Jacky Chan, Jan 01, 2021
If you’re getting tired of the constant handwashing (and maybe even dealing with dry skin from all that soap and hot water) to protect yourself from the coronavirus, you may wonder if you could get the same protection by wearing disposable gloves. After checking the CDC guidelines and consulting two infectious-disease experts, we can confidently tell you: Don’t worry about it. The CDC does not currently recommend gloves for running errands or going to the grocery store. (Right now, it’s recommended to wear them only while caring for someone who is sick with COVID-19 or while using cleaning products.) And the experts we spoke to warned that gloves can have the unfortunate side effect of providing a false sense of security.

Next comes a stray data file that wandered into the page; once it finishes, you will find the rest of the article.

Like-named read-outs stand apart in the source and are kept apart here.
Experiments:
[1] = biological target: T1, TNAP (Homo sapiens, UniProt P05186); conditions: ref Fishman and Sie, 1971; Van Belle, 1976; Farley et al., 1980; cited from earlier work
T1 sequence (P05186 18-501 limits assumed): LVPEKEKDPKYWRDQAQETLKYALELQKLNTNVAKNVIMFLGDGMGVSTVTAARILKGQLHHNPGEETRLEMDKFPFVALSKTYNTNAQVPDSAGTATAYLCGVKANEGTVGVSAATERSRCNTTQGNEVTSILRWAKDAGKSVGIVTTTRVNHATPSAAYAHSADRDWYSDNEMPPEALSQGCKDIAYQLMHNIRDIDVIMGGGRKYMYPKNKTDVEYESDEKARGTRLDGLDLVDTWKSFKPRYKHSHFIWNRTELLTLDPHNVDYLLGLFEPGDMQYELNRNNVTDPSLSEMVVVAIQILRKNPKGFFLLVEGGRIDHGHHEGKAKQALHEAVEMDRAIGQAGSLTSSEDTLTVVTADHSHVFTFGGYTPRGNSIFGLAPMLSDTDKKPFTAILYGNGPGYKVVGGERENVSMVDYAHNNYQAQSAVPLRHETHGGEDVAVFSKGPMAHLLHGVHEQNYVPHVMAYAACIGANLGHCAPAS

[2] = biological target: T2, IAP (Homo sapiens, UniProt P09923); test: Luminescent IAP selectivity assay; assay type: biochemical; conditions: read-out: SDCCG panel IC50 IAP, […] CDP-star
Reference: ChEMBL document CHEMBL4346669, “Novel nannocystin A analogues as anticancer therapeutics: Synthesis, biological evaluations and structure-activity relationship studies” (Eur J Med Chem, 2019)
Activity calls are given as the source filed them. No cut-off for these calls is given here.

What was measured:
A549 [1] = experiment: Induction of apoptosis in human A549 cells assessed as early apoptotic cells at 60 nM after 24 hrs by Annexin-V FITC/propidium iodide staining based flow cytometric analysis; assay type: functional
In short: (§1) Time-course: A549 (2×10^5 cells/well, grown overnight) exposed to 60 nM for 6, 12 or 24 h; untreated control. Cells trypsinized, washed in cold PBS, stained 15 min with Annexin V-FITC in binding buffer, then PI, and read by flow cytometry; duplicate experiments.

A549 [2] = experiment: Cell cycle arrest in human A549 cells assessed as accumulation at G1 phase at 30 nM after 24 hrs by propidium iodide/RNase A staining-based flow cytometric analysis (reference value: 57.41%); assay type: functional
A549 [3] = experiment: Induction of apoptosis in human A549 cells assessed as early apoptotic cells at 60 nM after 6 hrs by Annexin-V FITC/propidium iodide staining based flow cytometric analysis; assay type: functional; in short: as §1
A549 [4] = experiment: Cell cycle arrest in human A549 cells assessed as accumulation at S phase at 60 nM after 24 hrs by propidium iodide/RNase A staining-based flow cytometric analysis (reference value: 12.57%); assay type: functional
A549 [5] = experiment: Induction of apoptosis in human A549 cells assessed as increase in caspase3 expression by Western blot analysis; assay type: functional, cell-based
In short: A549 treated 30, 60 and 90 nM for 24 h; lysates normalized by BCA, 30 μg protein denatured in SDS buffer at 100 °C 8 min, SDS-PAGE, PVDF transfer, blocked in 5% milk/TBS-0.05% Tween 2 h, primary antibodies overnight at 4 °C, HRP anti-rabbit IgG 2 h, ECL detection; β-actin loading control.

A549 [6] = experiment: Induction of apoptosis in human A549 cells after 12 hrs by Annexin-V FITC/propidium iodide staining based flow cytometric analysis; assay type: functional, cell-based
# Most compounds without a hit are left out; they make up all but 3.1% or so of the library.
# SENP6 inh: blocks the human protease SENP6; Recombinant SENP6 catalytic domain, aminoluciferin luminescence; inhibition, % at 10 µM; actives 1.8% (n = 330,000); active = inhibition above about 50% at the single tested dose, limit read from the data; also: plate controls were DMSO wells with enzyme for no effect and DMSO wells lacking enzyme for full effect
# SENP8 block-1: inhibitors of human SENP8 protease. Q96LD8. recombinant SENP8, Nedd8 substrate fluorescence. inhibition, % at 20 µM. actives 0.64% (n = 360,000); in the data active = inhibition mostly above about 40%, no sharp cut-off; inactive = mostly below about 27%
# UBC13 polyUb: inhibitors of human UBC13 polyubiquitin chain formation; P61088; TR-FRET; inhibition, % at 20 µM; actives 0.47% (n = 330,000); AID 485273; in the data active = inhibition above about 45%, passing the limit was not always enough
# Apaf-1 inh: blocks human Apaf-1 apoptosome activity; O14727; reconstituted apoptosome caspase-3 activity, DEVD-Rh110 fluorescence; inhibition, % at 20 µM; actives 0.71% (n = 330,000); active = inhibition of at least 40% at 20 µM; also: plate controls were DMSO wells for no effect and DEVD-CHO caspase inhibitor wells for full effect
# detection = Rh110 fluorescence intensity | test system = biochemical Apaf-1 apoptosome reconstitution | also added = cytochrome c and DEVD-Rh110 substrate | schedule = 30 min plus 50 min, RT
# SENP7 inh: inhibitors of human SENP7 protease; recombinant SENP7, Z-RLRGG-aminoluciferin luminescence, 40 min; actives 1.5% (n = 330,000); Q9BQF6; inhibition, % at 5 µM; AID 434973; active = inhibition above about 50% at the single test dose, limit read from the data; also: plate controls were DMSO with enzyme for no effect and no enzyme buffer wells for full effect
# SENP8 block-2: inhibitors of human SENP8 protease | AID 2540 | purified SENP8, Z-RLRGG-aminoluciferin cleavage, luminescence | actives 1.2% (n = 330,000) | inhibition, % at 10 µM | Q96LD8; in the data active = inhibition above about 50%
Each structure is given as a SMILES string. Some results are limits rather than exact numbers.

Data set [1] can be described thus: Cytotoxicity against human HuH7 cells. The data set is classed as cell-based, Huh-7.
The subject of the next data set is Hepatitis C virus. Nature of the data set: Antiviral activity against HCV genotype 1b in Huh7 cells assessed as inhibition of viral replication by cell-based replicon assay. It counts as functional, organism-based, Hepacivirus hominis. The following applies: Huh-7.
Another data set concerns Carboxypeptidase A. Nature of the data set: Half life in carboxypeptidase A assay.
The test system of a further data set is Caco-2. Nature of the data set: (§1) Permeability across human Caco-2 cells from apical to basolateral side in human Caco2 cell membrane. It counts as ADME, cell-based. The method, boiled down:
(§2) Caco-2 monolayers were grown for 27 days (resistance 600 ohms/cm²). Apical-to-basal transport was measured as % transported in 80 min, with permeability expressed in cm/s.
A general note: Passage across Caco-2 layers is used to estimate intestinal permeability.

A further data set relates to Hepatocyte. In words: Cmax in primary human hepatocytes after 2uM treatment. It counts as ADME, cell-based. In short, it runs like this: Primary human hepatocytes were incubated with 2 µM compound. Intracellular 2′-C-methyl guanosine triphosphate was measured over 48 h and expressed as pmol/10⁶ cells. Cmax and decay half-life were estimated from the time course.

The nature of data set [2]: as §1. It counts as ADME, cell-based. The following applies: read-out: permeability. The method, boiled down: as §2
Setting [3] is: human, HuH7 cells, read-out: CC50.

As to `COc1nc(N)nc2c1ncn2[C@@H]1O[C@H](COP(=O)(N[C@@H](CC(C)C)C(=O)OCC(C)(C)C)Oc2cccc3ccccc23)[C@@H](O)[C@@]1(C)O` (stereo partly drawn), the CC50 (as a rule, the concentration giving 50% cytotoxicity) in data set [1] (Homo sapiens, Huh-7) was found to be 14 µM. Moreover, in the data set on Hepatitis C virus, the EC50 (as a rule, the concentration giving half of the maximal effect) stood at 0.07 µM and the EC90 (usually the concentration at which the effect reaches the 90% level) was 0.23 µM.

“People think of disposable gloves as magic bullets, and they are not. They are another source of contamination,” says Ravina Kullar, an infectious-disease specialist, epidemiologist, and spokesperson for the Infectious Diseases Society of America. “You are in essence just transporting all the bacteria and viruses you have touched from one surface to another [via your gloves] and may potentially be prone to touch your face more often.” Without gloves, she says, you’re likely going to be more aware of washing your hands or using hand sanitizer after touching a potentially contaminated surface. Aaron E. Glatt, chair of medicine at Mount Sinai South Nassau and also an IDSA spokesperson, agrees that in most cases, “you’re actually better off washing your hands,” as people wearing gloves will often touch many different surfaces, including their faces, before switching out their gloves.